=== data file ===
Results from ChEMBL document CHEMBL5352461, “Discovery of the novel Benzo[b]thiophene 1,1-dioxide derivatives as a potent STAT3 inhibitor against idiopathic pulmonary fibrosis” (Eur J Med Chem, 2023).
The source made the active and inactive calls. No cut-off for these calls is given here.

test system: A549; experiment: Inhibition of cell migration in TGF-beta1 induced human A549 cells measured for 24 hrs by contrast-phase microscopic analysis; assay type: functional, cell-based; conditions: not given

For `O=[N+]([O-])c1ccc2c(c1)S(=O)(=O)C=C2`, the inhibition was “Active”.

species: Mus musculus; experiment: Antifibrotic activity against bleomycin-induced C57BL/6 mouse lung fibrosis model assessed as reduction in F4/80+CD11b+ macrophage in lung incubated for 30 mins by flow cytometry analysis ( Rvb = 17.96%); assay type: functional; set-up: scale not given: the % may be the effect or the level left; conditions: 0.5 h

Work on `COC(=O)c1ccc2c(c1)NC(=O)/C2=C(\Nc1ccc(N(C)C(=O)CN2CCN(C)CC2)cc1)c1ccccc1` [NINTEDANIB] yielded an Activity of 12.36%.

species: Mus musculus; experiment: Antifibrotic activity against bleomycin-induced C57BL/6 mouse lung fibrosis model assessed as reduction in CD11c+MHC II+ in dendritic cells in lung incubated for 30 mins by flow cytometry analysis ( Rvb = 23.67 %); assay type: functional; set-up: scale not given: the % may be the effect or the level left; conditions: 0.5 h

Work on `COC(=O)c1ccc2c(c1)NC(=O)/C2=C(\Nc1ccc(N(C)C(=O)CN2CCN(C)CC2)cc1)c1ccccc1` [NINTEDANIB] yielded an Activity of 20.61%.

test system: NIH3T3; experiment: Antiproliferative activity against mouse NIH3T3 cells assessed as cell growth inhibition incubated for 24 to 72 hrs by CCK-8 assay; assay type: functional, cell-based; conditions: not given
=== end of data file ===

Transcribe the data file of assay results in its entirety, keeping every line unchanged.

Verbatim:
Results from ChEMBL document CHEMBL5352461, “Discovery of the novel Benzo[b]thiophene 1,1-dioxide derivatives as a potent STAT3 inhibitor against idiopathic pulmonary fibrosis” (Eur J Med Chem, 2023).
The source made the active and inactive calls. No cut-off for these calls is given here.

test system: A549; experiment: Inhibition of cell migration in TGF-beta1 induced human A549 cells measured for 24 hrs by contrast-phase microscopic analysis; assay type: functional, cell-based; conditions: not given

For `O=[N+]([O-])c1ccc2c(c1)S(=O)(=O)C=C2`, the inhibition was “Active”.

species: Mus musculus; experiment: Antifibrotic activity against bleomycin-induced C57BL/6 mouse lung fibrosis model assessed as reduction in F4/80+CD11b+ macrophage in lung incubated for 30 mins by flow cytometry analysis ( Rvb = 17.96%); assay type: functional; set-up: scale not given: the % may be the effect or the level left; conditions: 0.5 h

Work on `COC(=O)c1ccc2c(c1)NC(=O)/C2=C(\Nc1ccc(N(C)C(=O)CN2CCN(C)CC2)cc1)c1ccccc1` [NINTEDANIB] yielded an Activity of 12.36%.

species: Mus musculus; experiment: Antifibrotic activity against bleomycin-induced C57BL/6 mouse lung fibrosis model assessed as reduction in CD11c+MHC II+ in dendritic cells in lung incubated for 30 mins by flow cytometry analysis ( Rvb = 23.67 %); assay type: functional; set-up: scale not given: the % may be the effect or the level left; conditions: 0.5 h

Work on `COC(=O)c1ccc2c(c1)NC(=O)/C2=C(\Nc1ccc(N(C)C(=O)CN2CCN(C)CC2)cc1)c1ccccc1` [NINTEDANIB] yielded an Activity of 20.61%.

test system: NIH3T3; experiment: Antiproliferative activity against mouse NIH3T3 cells assessed as cell growth inhibition incubated for 24 to 72 hrs by CCK-8 assay; assay type: functional, cell-based; conditions: not given